Since 2002 Susan Bright has worked as an independent curator for museums and galleries internationally. At the heart of her practice lies a commitment to artists and audiences through continued accessibility to photographic culture. In addition, it is her aim to test curatorial approaches with imagination, intuition and rigour. Featured here are a selection of exhibitions she has curated.
PLAYGROUND: Elina Brotherus
Serlachius Museum Gustaf, Mänttä, Finland (June 2018 – Jan 2019)
Elina Brotherus is a Finnish artist whose work over the last twenty years has oscillated between rigorous explorations into art history and autobiographical enquiry. She works primarily in photography and video. After an intense period of working through autobiographical life narratives Brotherus turned to Fluxus ‘event scores’ for inspiration. This major exhibition of work made between 2016-2018 was the culmination of Brotherus’s new working method. Often collaborating with Finnish dancer and choreographer Vera Nevanlinna, and sometimes with other colleagues such as Erwin Wurm and VALIE EXPORT, the resulting pictures and videos are humorous and adventurous whilst also questioning the role of the artist, the place of photography and film in performance.
Interview with Elina Brotherus by Susan Bright (video)
photos: © Elina Brotherus
Feast for the Eyes: The Story of Food in Photography
Co-curated with Denise Wolff
Louisiana Museum of Art and Science, Baton Rouge, USA (June 2018 - Sept 2018)
FOAM, Amsterdam (Dec 2018 - March 2019)
C/O Berlin (June 2019 - Sept 2019)
The Photographers' Gallery, London (Oct 2019 - Jan 2020)
Hasselblad Foundation, Göteborg, Sweden (Feb 2020 - May 2020)
The Polygon Gallery, Vancouver, Canada (May 2020 - August 2020)
Food’s complexity of form and meaning — and the fact that it’s often at hand — has made it a much-photographed subject throughout the history of photography. This exhibition explores how food is represented and its significance through three themes. Still Life, one of the most popular genres in painting, is taken as the starting point. The photographs show how artists have been inspired by the genre and how it has changed from the 19th Century to today. Around the Table looks at rituals and the shaping of cultural identity that takes place around food. Finally, Playing with your Food demonstrates what happens when humour, fun and irony are combined. In addition to the photographs there are a number of cookbooks on display.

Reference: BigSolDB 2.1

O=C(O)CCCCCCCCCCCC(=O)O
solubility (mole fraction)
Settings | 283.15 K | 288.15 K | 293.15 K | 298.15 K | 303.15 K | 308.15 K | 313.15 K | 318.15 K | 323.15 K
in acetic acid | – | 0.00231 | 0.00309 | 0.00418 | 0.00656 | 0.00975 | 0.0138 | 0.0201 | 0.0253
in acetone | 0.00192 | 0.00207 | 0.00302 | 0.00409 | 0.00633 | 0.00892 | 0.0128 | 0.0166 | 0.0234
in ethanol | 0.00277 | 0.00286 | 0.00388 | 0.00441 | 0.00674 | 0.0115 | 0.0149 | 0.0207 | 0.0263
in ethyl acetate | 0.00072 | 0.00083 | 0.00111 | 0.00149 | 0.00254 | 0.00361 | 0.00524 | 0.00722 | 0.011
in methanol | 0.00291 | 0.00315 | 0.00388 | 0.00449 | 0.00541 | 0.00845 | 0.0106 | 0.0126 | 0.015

photos: © Foam - Christian van der Kooy
Home Truths: Photography and Motherhood
The Photographers’ Gallery and The Foundling Museum, London (Oct 2013 – Jan 2014)
Museum of Contemporary Photography (MoCP), Chicago (April – July 2014)
Belfast Exposed, Belfast, Northern Ireland (Oct 2014 – Jan 2015)
Home Truths featured photographic artworks depicting the experience and symbolism of motherhood in contemporary Western culture. Favouring autobiographical and documentary approaches in art photography of the 2000s, the project drew on feminist precedents in art making and writing. Home Truths negotiated what it means to be a mother in the twenty-first century, grappling with stereotypes, personal expectations and cultural constraints, revealing the maternal self to have both agency and power. The artists featured included: Janine Antoni, Elina Brotherus, Elinor Carucci, Ana Casas Broda, Fred Hüning, Leigh Ledare, Hanna Putz, Katie Murray, Annu Palakunnathu Matthew, Tierney Gearon, Miyako Ishuichi and Ann Fessler
Interview by The Photographers’ Gallery (video)
Interview by The Foundling Museum (video)
photos: © Kate Elliot, Kai Caemmerer
How We Are: Photographing Britain
Co-curated with Professor Val Williams
Tate Britain, London (May-Sept 2007)
How We Are was the first exhibition of British photography at Tate. A survey of photography from the 1850s to the early 2000s with over 500 objects it showcased famous names – Anna Atkins, William Henry Fox Talbot, Lewis Carroll, Julia Margaret Cameron, Bill Brandt, Madame Yevonde, and David Bailey among them – but also included postcards, family albums, medical photographs, propaganda and social documents. We strove to include many women photographers and photographers from different cultural backgrounds who are usually underplayed in the history of British photography.
How We Are: Photographing Britain | TateShots (video)
photos: © Softroom
Face of Fashion
National Portrait Gallery, London (Feb-May 2007)
Face of Fashion explored the symbiotic relationship between contemporary portrait photography and fashion. It did not claim to be an encyclopaedic or even a comprehensive survey, but more a probing into the possibilities of portraiture as it appeared in the pages of fashion magazines during the 1990s and early 2000s. Featuring just five international photographers — Corinne Day, Mert & Marcus, Steven Klein, Paolo Roversi & Mario Sorrent — the exhibition allowed their individuality to be underscored, but as a collection it was able to highlight the considerable shifts that have marked the world of fashion imagery since the early 1990s.
Designed by Thomas Manss & Company
photos: © Manns & Company